“At the time I took this job at CWC I was a Medical Officer. Now I’ll say loosely I am a Medical Director in training. The patients have been a joy. I believe all doctors are extroverts in boring jobs. We like to deal with people. The patients at CWC are handpicked to make our days challenging, yet interesting. I am more excited about the way the patient load has built up slowly yet steadily. For every young doctor, balalnging working with time to study and improved one’s self is paramount. I have been afforded the opportunity to improved medical knowledge and skills by working directly with the Medical Director, who never stops teaching. The aspect of the job that has been most surprising and challenging has been the call to manage. I have appreciated the problem solving, diplomacy and decision making in non-clinical matters that comes with it. This has affected my practice of medicine and prescription attitude. My overall impression has been that CWC has a lot to contribute to me and I in turn am constantly challenged to contribute more to CWC.”

Dr. Remi Alege

“Coming to CWC was an eye opening to me. I have never liked going to hospitals, the smell of it makes me sick, i have never like drugs, injections or anything associated to it. When I came to CWC I was posted to the pharmacy, I was then assigned to arrange the drugs accordingly. It was such a great challenge that I had to get used to. I got used to the system as days goes by and with the help of the doctors and some colleagues around. I am planning to study more on the pharmaceutical aspect.”

Radiyah Muhammad Zaidu

“Bad experiences always have bad effects on one’s progress in life. The attitude of private employees I have worked with propelled me to conclude on a personal ground, that I was not going to work with private establishments again. What would have been the greatest miss of my life was not to have taken up the job offered by CWC. I was amazed to have be lucky to visit a beautiful environment that will soon be my place of work. A conducive working environment, staff welfare, reasonable remuneration, staff qualities, interpersonal staff relations above all it is a place of skill acquisition garnished with further training and ability to grow high.”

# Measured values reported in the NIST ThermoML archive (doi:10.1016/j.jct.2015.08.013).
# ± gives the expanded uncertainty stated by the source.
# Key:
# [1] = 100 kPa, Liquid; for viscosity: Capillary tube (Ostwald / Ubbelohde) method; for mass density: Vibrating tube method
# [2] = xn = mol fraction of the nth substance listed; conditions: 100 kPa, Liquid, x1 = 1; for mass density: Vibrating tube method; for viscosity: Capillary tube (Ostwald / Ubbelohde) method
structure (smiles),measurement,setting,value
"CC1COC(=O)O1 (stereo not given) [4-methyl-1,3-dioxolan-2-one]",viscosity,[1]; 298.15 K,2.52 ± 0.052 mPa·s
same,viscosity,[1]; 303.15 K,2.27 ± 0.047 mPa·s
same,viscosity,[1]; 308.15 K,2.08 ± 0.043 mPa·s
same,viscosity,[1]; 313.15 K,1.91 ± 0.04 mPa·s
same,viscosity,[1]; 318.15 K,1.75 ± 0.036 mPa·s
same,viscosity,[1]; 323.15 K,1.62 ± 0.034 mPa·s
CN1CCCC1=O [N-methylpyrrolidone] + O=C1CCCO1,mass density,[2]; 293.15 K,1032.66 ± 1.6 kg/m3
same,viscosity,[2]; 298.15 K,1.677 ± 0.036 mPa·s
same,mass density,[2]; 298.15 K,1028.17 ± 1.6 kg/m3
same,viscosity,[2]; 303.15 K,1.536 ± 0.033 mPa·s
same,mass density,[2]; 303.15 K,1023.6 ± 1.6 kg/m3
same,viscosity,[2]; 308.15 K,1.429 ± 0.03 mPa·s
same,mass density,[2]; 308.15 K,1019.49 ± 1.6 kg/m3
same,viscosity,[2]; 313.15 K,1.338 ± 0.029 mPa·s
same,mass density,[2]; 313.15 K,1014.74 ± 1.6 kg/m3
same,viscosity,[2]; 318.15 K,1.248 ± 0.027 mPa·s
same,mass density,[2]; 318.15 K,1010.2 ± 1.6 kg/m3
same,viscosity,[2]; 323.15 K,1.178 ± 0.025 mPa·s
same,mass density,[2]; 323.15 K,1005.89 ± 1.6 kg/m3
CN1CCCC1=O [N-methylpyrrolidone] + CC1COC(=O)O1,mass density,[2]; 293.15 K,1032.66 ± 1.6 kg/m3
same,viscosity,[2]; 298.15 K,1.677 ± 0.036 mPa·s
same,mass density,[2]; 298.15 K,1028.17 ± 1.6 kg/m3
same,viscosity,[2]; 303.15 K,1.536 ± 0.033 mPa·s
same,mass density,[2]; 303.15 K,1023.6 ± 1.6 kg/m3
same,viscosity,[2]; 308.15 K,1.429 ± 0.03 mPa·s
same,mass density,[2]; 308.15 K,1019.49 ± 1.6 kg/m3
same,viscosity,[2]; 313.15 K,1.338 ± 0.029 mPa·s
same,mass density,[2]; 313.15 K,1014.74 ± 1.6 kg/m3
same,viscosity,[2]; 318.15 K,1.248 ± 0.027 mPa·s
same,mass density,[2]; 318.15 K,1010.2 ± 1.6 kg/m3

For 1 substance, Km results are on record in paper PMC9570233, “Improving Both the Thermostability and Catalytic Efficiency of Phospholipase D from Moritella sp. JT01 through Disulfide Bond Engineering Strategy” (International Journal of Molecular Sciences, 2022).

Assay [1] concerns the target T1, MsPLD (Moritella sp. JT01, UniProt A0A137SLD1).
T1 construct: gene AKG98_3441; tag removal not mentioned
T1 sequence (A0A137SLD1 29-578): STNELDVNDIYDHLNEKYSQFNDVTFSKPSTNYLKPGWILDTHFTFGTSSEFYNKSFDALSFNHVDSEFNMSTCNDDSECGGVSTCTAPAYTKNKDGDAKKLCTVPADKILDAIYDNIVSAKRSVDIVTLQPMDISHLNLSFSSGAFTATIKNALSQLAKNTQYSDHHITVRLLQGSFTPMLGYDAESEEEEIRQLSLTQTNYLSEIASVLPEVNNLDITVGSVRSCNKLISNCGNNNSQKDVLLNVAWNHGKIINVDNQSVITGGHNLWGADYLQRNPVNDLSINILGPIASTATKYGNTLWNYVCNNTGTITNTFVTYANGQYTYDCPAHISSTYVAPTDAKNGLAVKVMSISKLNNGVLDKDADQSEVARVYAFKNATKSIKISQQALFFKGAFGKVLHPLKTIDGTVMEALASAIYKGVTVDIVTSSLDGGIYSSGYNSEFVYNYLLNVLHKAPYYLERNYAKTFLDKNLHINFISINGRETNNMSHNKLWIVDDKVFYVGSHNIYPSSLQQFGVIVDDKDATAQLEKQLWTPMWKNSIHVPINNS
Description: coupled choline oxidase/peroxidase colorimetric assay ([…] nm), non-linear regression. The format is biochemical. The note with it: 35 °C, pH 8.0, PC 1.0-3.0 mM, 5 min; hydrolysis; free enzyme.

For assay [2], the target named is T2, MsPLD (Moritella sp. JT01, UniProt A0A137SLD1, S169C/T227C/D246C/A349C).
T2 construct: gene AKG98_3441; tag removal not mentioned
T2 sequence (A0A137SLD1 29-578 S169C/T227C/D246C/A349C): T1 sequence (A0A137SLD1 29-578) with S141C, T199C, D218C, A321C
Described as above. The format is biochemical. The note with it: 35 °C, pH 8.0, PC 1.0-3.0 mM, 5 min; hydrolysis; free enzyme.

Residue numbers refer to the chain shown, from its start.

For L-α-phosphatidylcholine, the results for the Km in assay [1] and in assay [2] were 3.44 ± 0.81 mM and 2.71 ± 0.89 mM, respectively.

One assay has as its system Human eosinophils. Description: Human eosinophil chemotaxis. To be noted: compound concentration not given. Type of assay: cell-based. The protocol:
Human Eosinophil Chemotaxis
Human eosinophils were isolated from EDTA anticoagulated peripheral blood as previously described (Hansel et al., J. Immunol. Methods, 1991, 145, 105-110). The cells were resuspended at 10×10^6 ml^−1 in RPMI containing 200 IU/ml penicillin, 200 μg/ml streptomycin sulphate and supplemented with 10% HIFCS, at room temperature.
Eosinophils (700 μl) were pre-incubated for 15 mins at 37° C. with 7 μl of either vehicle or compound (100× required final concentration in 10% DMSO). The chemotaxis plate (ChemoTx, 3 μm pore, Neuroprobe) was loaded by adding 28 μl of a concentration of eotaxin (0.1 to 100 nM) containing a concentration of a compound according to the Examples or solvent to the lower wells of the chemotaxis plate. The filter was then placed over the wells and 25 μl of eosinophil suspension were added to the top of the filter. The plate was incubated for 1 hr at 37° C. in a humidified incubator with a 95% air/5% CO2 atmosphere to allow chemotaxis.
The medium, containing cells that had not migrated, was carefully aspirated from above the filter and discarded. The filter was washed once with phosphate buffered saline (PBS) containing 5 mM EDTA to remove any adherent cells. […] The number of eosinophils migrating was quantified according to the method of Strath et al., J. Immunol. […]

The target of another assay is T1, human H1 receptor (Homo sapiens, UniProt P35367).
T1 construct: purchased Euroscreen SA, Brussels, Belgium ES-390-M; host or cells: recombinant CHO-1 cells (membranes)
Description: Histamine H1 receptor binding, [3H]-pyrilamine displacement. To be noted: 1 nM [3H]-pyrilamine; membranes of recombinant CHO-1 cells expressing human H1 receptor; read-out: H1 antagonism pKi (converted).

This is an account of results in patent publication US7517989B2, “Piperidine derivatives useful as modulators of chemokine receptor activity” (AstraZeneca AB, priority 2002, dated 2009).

Vincent E. Emmanuel

“As a pediatric nurse, working in a pediatric hospital has been my heart’s desire. I must commend the management tactics, it is quite alarming, hence leading to growth boost of the organization. Good managerial skills able to curb all workers, making them work in unity and as a family. An also making optimal goal to be ‘excellent patient care’.”

Onyeke Gloria





  1.  Get vaccinated against Meningitis. Encourage your friends and family too.
  2.  Adequate ventilation is important. Avoid overcrowded living conditions.
  3. The droplets bearing the organism may persist in the nose and throat, usually in adults. Avoid prolonged close contact with infected persons.
  4. Adequate disposal of nasopharyngeal secretions, in toilet paper for instance.
  5. Strict observation of hand hygiene is important.
  6.  Sneeze into your elbow joint or your sleeve, not in your hand!
  7. Avoid self medication – all febrile or inactive children must be taken to the hospital at once!
  8.  Present early if there are symptoms. Acute bacterial Meningitis is an EMERGENCY!
sickle cell


The information below will support in the management of Sickle Cell disease at home:

1. Increase fluid intake
2. Keep cool as much as possible
3. Ensure you or your child are up to date with vaccinations
4. Taking routine medications
5. Come in for follow-ups regularly
6. Do not ignore symptoms.

Come in and see us at http://childcareclinics.com/contact-us/,  if you have any questions or concerns.


Quite a number of people suffer from heartburn. A few women who had not had heartburn before experience it with bloating when they are pregnant. Do not despair; there are tricks for beating heartburn and we’d like to share them with you.
Many people can identify foods and drinks that trigger the heartburn and the best thing is to avoid such foods and drinks. In case you don’t know the common culprits, we’ll share them with you so you can watch out for what may be a trigger food/drink for you.